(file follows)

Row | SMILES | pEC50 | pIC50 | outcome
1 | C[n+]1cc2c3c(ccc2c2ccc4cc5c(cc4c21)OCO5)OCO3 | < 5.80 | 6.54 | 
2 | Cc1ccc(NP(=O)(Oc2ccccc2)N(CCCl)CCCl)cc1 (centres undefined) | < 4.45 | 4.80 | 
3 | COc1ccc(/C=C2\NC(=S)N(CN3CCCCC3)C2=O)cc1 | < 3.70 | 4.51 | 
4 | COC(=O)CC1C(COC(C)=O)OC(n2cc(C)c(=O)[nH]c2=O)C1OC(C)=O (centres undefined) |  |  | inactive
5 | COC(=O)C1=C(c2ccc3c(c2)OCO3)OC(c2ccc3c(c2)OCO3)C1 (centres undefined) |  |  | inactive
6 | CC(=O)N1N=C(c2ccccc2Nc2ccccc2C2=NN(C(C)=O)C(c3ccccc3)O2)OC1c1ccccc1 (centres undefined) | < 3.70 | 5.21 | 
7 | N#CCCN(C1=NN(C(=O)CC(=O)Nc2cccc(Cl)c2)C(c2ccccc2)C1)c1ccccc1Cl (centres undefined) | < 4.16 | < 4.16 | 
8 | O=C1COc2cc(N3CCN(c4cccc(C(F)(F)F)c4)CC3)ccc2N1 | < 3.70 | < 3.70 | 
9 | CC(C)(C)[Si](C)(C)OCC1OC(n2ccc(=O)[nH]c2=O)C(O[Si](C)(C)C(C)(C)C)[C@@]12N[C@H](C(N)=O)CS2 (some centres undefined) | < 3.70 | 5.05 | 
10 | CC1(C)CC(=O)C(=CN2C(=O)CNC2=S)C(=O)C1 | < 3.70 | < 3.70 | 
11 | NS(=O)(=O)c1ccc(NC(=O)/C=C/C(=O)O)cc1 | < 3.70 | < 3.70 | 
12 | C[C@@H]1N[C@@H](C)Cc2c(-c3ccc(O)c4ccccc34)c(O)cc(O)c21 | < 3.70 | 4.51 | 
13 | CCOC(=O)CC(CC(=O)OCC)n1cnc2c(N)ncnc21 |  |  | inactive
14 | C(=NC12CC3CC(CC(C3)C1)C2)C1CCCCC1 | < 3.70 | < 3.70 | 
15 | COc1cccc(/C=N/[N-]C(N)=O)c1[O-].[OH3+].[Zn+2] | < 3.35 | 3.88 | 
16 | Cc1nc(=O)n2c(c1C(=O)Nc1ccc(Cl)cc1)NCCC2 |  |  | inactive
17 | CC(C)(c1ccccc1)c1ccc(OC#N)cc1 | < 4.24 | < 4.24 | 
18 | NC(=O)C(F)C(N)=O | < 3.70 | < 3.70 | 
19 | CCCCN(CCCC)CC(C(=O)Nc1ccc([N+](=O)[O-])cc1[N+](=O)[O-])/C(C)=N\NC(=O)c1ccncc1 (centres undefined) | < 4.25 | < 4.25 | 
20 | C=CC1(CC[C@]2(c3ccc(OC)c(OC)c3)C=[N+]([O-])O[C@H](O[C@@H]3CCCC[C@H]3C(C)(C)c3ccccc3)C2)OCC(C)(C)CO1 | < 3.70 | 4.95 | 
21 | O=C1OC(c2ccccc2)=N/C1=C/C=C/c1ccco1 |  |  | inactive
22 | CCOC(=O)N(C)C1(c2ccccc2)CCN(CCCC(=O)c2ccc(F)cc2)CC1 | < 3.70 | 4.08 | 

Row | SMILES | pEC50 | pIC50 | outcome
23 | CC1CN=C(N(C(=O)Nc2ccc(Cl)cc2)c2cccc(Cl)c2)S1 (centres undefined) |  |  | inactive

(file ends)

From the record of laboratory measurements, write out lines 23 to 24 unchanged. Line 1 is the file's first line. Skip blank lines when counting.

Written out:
22 | CCOC(=O)N(C)C1(c2ccccc2)CCN(CCCC(=O)c2ccc(F)cc2)CC1 | < 3.70 | 4.08 | 

Row | SMILES | pEC50 | pIC50 | outcome